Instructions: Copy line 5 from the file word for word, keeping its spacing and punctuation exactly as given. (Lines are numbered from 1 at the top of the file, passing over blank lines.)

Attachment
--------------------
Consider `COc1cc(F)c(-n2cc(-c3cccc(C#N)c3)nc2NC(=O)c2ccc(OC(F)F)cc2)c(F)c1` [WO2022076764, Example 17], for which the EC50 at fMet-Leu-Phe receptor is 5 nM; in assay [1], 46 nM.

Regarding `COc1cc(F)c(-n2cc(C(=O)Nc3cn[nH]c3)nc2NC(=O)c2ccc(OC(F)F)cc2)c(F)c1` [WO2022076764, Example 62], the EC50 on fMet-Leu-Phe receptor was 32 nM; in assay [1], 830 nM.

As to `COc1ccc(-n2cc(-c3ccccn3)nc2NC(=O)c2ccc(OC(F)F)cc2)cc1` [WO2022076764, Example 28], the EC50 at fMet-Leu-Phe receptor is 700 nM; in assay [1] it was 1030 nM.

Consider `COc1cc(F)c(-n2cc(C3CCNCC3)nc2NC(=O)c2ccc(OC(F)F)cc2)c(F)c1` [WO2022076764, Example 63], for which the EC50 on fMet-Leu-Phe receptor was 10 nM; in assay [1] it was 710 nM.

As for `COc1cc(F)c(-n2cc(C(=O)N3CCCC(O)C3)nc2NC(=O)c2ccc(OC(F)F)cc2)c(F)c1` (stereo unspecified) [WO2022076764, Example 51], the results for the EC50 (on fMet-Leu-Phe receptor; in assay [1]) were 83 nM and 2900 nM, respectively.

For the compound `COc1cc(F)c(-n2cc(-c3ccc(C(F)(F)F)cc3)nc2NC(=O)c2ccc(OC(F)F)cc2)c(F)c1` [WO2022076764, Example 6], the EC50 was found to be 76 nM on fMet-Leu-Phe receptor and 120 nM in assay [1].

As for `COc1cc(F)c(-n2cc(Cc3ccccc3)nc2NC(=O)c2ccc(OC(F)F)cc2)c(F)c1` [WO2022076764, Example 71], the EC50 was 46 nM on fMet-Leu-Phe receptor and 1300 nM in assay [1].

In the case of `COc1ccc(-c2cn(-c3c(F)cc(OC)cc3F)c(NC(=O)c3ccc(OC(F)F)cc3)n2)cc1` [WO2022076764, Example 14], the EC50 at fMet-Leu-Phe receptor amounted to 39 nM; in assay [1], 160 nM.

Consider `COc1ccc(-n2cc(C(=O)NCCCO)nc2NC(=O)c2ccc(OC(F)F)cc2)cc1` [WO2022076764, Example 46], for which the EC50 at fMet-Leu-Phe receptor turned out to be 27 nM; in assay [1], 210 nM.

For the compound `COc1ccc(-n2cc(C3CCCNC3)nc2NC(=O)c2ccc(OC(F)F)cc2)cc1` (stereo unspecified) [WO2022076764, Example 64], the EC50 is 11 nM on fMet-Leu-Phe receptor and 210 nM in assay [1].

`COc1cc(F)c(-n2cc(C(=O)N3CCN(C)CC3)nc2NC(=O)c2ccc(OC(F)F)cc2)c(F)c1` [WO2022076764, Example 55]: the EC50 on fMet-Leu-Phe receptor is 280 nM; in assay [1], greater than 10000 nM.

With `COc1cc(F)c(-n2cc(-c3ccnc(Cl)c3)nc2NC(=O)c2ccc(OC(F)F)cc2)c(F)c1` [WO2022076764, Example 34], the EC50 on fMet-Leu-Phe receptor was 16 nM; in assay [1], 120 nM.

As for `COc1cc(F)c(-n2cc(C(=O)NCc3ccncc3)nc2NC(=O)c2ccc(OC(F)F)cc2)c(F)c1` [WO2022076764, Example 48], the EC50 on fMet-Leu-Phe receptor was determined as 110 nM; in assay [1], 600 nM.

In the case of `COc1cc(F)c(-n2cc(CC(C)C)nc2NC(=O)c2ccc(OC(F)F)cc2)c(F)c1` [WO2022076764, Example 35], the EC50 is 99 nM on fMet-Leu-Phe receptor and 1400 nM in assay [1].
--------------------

As for `COc1cc(F)c(-n2cc(C(=O)N3CCCC(O)C3)nc2NC(=O)c2ccc(OC(F)F)cc2)c(F)c1` (stereo unspecified) [WO2022076764, Example 51], the results for the EC50 (on fMet-Leu-Phe receptor; in assay [1]) were 83 nM and 2900 nM, respectively.